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Merciless Ducks take the ice
Posted on November 11, 2005

A frigid chill raced down my neck and pinched my face as I stepped through the entrance of the Arrowhead Pond’s arena. The massive oval rink was scattered with fans sporting purple, black and green, and echoed with the chirping of duck calls resonating through the cold haze rising from the ice floor.

As my boyfriend and I climbed the steep steps of the 400-level section, he attempted to slowly break down the game of hockey.

Even though this was my first professional hockey game, I figured it would be similar to the Mighty Ducks movies from Disney. Sitting down in our seats I imagined the flying ‘V’, players quacking in the huddle and a comical heavy set goalie taking the ice. While these images glided back and forth through my head, my boyfriend warned me of the typical sights of a hockey game: a fist fight, breaking glass and crazy fans. I didn’t take him seriously, after all how bad could it be? Charlie from the movie never got taken out or anything. However, as the game began, my peewee hockey expectations were quickly shattered.

The players were slightly bigger than action figures but even from what felt like miles up, I could see the rapid, violent game unfold. Their toothpick hockey sticks jabbed at the ice demanding control of the coveted puck. Players slammed their padded bodies into near by opponents blocking their path. The referees dodged for their lives as players sliced passed their dainty presence. Players’ skates cut through the ice like merciless blades. When a Mighty Duck defenseman guarded an opposing player with the puck, the crowd screamed in anticipation, “Hit him!” Sure enough, the Mighty Duck’s defenseman smashed the opposing player into the glass walls echoing a pounding thud. The audience winced, released a long “Oh” and cheered in approval. I, on the other hand, whispered to my boyfriend, who was on his feet screaming with the crowds, “Is he going to be okay?”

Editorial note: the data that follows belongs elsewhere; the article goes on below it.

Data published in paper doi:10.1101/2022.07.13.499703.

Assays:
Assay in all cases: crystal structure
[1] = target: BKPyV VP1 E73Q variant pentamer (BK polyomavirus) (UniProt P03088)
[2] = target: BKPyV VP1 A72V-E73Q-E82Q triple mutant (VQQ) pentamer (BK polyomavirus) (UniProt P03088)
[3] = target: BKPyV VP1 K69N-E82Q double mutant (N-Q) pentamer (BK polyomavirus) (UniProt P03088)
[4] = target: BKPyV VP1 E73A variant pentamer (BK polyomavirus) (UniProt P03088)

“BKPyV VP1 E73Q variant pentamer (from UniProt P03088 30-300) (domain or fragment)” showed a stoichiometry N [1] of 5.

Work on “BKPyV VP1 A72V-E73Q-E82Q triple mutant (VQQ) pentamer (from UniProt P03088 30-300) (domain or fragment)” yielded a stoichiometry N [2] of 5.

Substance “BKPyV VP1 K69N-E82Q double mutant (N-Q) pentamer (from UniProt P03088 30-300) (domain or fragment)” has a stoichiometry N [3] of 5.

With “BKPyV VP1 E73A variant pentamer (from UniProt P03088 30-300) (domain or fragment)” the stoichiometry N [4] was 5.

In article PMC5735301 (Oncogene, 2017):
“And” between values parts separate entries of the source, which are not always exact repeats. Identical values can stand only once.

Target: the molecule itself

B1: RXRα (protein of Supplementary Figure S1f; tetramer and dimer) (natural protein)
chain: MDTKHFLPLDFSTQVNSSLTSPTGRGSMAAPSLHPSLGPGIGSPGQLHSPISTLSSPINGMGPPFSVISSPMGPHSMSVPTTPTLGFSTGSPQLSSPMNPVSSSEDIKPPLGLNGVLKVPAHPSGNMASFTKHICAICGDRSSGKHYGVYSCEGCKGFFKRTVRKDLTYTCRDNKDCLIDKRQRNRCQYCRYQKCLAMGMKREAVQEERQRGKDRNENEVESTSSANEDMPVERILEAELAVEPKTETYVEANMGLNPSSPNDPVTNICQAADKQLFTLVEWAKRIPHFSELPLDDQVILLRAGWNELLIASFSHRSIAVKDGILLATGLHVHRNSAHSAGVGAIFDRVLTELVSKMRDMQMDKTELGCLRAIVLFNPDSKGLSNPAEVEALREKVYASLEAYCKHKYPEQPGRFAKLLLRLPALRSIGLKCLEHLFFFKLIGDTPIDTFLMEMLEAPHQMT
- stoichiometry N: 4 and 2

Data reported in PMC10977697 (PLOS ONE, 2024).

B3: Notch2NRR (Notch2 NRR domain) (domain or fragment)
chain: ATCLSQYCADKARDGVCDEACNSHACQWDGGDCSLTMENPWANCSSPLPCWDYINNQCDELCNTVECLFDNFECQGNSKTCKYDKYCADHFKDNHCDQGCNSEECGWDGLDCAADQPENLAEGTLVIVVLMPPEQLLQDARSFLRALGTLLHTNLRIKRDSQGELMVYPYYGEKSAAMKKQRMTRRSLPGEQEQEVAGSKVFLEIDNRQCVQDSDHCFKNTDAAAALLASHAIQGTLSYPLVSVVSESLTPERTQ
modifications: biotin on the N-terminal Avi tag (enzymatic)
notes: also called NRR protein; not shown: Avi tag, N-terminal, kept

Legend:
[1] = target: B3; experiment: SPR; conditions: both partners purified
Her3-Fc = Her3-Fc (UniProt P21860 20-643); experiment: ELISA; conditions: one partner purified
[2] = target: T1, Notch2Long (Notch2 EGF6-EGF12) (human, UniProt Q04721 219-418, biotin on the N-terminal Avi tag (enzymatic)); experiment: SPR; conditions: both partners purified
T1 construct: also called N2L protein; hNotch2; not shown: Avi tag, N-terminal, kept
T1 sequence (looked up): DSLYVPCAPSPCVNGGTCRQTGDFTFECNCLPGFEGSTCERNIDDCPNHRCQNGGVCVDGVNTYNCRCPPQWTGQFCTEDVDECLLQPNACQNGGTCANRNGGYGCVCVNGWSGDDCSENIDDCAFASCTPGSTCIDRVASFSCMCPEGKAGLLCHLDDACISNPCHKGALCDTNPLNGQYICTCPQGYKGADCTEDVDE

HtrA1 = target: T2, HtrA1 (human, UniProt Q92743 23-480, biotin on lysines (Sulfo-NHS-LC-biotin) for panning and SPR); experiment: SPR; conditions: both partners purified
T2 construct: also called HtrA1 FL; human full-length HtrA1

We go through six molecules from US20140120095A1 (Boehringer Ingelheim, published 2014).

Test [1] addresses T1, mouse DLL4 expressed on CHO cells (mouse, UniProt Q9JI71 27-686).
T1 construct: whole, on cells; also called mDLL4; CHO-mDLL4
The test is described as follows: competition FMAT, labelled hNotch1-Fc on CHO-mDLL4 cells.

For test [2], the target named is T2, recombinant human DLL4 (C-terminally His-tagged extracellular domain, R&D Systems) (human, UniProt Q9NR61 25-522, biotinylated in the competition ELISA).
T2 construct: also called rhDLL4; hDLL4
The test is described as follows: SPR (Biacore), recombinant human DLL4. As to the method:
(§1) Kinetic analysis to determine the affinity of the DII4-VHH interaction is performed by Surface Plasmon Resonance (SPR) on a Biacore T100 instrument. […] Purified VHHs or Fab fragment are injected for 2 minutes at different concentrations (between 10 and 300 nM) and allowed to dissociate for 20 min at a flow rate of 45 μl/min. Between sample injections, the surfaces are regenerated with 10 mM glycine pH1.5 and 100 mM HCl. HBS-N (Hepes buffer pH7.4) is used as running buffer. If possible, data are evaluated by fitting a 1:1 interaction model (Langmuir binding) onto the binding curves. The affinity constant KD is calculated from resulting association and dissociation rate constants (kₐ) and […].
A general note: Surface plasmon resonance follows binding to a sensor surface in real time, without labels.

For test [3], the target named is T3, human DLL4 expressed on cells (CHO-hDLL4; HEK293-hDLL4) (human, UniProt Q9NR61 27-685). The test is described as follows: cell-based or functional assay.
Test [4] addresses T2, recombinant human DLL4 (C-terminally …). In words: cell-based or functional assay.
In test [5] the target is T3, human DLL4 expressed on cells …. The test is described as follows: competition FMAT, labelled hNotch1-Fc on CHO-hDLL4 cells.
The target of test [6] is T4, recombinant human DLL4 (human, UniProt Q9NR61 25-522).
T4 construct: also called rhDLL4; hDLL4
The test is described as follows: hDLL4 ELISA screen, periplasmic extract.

Before he can answer my question, the crowd erupts in cheers and grunts of hostility. An actual fist fight had exploded on the rink between two players. Their teammates created a circle around the fight and referees helplessly stood back avoiding the swings. The players took off their masks and began annihilating punches to the face. The crowd went crazy with this shocking display of violence.

I half expected one of the players to pull an Adam Sandler “Happy Gilmore” moment and stab his opponent with his razor sharp skate. The fight went on for more than five minutes without any referee interference.

Finally, when the crowd had their fill, the tiff magically resolved and each player was placed in the penalty box.

My wide fearful eyes must have indicted an immediate need for explanation as my boyfriend began explaining why the fight carried on for so long. His explanation was simple: it keeps a fan base.

The remainder of the game played out in the same brutal manner. A few other events, such as the breaking of glass and some pretty nasty checks to the wall, made me wince before the Mighty Ducks were declared the winners.

I was amazed to find such violence encouraged at a professional game. At times, it felt I had paid to see a boxing match or simply a rumble in a schoolyard. After my boyfriend informed me the violence-centered game had transformed over the years for the fans, the fact that our society is driven and excited by violence sunk in. It seems violence has crept into every form of entertainment: newscasts, television, movies and sports.

Now, I’m not completely naïve, I knew hockey was a contact sport, but I didn’t expect the encouragement and lack of interference. It surprised me that violence had come to support the game, and not the sport of the game itself. Even though its common sense these days, it still surprises me how our society serves money over decency. Of course, this article will not impact professional hockey, the fans attending or myself for that matter; I even plan to attend another game. It just amazes me how violence has become an expected norm in our culture and entertainment; and another societal truth breaking down my innocence and carrying me along with the crowd.

Nicole Knight, a junior jouranlism major, is arts editor of the Campus Times. She can be reached by e-mail at nknight@ulv.edu.